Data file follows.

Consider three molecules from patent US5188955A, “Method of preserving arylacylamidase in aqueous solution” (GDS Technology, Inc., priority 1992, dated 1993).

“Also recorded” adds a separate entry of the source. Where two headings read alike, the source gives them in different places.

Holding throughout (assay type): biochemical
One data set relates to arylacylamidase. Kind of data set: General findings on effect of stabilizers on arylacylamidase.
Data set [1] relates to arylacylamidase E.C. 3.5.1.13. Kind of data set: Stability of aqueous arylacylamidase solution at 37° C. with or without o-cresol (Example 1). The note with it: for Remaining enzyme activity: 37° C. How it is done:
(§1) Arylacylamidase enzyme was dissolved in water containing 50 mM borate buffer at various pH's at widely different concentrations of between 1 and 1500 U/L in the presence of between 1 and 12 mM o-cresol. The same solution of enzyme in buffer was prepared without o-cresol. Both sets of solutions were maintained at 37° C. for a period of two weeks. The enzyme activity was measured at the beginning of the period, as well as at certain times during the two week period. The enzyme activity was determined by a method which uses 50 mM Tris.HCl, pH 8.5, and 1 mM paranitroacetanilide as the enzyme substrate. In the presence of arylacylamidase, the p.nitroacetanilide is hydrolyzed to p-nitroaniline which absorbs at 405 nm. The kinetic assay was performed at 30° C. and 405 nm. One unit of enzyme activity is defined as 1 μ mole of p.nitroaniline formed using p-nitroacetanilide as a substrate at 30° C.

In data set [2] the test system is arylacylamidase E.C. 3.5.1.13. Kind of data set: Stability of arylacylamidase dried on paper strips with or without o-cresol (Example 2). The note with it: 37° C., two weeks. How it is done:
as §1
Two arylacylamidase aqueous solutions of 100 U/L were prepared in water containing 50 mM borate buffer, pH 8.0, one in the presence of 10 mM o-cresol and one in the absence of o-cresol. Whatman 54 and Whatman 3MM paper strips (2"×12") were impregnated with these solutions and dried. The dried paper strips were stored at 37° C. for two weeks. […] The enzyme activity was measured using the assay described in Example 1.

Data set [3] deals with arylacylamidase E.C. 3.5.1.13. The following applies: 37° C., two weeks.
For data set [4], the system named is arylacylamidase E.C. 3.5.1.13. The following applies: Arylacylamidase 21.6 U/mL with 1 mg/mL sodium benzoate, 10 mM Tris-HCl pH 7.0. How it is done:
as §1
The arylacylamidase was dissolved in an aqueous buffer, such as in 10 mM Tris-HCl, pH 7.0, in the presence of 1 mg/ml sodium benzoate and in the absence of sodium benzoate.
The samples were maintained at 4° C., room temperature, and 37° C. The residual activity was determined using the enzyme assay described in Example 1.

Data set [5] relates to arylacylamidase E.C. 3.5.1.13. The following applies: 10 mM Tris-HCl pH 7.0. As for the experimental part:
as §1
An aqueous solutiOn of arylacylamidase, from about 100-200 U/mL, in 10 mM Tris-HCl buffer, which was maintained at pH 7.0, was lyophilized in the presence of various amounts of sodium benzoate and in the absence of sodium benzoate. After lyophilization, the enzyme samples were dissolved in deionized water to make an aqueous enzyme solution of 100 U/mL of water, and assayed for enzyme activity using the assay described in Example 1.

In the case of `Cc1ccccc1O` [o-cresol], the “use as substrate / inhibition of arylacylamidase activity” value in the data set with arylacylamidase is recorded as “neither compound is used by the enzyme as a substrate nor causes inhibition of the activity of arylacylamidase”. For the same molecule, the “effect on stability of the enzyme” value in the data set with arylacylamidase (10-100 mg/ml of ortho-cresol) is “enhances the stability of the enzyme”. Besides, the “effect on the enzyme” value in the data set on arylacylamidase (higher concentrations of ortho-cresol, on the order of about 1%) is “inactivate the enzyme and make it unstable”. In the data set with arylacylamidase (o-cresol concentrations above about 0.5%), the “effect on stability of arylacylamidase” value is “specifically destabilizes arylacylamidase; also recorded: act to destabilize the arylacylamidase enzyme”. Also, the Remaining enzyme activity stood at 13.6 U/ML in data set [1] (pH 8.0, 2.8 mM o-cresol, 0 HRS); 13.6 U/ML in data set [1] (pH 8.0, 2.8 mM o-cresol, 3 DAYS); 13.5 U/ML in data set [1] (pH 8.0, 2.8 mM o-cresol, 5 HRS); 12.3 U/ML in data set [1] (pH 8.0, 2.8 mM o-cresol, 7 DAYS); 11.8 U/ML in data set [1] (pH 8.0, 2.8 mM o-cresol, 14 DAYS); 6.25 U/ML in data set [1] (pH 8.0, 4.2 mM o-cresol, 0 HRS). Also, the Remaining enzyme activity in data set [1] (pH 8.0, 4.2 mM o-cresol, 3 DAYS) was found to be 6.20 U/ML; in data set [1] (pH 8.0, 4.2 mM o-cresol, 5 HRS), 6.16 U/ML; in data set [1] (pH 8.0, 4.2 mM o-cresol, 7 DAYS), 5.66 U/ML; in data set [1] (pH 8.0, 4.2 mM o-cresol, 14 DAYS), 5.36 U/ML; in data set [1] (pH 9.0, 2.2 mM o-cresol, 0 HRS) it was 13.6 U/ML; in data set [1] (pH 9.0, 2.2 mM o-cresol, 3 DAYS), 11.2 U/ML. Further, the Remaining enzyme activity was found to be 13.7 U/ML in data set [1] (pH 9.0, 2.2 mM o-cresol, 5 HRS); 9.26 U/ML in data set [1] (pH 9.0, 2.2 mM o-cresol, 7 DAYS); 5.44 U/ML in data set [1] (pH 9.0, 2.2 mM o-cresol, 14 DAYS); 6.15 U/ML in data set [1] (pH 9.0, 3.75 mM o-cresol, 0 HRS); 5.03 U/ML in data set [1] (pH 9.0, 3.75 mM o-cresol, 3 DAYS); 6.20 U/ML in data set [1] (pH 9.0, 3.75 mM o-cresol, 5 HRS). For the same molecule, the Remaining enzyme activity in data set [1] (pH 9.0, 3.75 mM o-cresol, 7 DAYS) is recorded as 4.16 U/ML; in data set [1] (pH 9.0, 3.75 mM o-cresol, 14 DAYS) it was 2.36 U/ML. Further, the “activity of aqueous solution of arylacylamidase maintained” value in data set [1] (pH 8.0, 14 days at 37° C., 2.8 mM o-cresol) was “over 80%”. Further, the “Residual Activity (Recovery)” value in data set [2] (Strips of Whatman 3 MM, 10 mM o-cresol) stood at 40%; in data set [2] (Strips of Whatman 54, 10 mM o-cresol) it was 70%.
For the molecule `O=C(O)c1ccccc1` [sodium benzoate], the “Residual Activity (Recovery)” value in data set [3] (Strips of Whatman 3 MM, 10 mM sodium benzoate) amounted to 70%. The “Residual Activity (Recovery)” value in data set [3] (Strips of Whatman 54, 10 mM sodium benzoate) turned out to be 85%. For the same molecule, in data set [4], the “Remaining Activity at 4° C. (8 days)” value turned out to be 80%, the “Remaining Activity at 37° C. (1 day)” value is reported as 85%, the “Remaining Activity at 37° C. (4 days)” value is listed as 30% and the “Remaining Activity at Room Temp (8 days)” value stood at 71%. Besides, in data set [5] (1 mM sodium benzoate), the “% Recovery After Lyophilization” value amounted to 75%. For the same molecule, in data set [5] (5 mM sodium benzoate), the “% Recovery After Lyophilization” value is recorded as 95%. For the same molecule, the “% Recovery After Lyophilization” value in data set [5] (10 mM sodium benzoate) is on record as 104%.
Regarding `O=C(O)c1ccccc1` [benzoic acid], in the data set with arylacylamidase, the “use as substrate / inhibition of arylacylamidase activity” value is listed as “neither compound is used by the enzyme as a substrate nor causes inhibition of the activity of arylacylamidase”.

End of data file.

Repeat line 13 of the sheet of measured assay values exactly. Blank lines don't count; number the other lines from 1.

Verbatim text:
The arylacylamidase was dissolved in an aqueous buffer, such as in 10 mM Tris-HCl, pH 7.0, in the presence of 1 mg/ml sodium benzoate and in the absence of sodium benzoate.